Waiting for Swan Lake : the war against Ukraine and awaiting the end of Putin

“Every day we wake up and hope that they will be showing Swan Lake on TV.”

The ICC arrest warrant issued yesterday for Vladimir Putin and Maria Lvova-Belova, the Russian children’s rights commissioner, for the illegal deportation of Ukrainian children may make some Russians tentatively more hopeful that Tchaikovsky’s Swan Lake will appear on their screens at some point.  While the UK is alerted to serious news by non-stop all-main-channels coverage complete with news alert banners and presenters in sombre dress, Russia has traditionally been alerted to significant changes by the replacement of ordinary programmes by ballet.

This “nothing to see here” tactic was first used in 1982, following the death of long-serving leader Leonid Brezhnev.  It came back in 1984, when Iurii Andropov died, and then once more in 1985, following Vitalii Chernenko’s death.  Mikhail Gorbachev, the young replacement for Chernenko, lived far beyond his own years in power, but a further Soviet airing of Swan Lake in response to a crisis still came in his time, when it played during the August 1991 attempted coup – for three whole days.

“so viewers had the opportunity to learn the performance by heart” (tongue-in-cheek comment re the 3-day transmission in 1991; from https://www.youtube.com/watch?v=P5OwsjBern4)

It is therefore not surprising that anti-Putin Russians wait for it to be shown again.  The hint was dropped when the independent channel TV-Dozhdʹ (TV-Rain in English) were forced off air.  Their final transmission ended with the presenters saying the forbidden “net voine” (no to war) as the staff left the studio, followed by brief footage of Swan Lake.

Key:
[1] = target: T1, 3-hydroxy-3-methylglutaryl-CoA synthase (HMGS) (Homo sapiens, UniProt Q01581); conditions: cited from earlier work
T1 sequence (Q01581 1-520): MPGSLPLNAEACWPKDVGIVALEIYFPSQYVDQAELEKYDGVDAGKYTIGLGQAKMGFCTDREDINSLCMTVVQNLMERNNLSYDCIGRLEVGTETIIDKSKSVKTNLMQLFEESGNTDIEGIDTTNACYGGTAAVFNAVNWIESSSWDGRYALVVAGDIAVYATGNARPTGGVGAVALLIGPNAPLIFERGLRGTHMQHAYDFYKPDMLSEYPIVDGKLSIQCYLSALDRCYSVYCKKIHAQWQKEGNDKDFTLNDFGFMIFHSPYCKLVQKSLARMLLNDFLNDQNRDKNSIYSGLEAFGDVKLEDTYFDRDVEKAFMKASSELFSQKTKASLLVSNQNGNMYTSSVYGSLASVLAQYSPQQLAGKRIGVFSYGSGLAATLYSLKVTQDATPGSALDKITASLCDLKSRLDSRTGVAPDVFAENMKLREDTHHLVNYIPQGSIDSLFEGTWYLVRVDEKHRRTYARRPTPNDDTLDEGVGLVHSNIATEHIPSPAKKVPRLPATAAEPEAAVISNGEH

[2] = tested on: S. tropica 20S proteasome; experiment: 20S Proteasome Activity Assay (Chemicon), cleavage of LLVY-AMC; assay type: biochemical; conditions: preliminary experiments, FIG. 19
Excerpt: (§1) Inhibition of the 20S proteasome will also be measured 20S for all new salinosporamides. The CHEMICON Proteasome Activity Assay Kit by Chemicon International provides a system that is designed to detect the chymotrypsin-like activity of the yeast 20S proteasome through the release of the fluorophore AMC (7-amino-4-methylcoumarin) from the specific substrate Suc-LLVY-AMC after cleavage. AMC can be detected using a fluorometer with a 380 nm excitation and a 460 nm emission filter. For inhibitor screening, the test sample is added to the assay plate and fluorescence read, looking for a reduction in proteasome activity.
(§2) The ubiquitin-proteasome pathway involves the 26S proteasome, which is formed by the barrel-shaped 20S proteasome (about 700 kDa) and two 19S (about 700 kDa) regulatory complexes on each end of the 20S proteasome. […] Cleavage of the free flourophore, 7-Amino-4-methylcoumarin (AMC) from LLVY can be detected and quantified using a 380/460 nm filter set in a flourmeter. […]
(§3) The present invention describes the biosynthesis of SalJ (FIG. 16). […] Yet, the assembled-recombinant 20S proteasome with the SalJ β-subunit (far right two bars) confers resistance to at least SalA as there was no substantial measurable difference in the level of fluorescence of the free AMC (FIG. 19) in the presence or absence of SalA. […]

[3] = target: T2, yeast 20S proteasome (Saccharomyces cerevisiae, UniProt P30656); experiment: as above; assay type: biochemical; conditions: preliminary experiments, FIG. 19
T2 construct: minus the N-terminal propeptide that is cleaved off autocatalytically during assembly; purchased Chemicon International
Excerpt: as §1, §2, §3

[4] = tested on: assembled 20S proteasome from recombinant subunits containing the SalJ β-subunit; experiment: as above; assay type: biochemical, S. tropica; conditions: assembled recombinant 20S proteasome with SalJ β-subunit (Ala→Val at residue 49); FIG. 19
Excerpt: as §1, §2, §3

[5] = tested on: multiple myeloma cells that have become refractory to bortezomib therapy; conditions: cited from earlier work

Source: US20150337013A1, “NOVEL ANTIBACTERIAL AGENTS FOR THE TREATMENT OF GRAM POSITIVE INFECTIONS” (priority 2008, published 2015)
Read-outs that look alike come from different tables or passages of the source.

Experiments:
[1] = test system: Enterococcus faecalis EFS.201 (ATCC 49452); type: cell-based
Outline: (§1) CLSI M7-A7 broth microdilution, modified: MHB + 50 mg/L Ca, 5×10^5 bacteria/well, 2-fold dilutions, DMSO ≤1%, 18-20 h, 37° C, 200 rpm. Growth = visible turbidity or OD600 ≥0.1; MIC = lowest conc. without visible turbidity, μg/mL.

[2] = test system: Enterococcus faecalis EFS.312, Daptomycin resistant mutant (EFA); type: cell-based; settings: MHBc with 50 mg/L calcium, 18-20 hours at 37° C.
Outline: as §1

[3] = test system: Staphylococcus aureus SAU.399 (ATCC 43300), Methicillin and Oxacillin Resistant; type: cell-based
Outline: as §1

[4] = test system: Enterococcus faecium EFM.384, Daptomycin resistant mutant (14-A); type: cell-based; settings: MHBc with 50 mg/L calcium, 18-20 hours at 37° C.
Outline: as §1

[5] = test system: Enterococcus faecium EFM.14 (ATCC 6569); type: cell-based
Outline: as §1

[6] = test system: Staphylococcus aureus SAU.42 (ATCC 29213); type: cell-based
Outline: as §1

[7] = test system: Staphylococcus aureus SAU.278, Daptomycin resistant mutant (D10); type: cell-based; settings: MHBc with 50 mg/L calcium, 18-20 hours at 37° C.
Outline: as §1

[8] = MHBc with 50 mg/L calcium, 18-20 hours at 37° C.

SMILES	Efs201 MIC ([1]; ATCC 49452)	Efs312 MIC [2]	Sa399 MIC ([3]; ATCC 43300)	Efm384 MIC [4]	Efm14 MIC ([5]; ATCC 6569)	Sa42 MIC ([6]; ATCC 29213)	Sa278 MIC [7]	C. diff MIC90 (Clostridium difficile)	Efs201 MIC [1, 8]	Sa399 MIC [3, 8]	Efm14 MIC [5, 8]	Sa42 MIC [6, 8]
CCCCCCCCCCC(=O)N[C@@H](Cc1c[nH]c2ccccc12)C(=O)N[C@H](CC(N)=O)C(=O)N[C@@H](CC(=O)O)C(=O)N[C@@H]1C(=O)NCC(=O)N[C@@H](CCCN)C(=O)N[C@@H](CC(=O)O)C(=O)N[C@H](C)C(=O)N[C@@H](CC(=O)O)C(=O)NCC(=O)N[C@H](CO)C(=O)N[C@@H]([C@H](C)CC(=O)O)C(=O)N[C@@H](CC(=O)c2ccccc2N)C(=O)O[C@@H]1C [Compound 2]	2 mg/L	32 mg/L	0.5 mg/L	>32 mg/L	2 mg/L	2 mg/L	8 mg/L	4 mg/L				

Cambridge readers have access to a significant amount of Russian and Soviet sources through digitised backfiles and ongoing subscriptions.  On the 9th of March last year, film critic and opponent of Russia’s war against Ukraine Larisa Maliukova wrote about Swan Lake, discussing the history of the ballet itself and also its history in Soviet times and in the Russian present, with reference to Dozhdʹ.  She also discussed why this ballet specifically.  Her article (in Russian) can be accessed via Cambridge authentification here.

The ballet is also mentioned in Masha Gessen’s The future is history : how totalitarianism reclaimed Russia (UL borrowable copy here; non-borrowable here).  There isn’t a huge amount of obvious material to find in the library catalogue about the political role of Swan Lake, but its significance and metonymous status for huge political upheaval are quite clear from the plethora of results of internet searches and Twitter searches etc for the ballet and Putin or Russia or 2023 in English, Ukrainian, and Russian.  Let’s see.

Mel Bach

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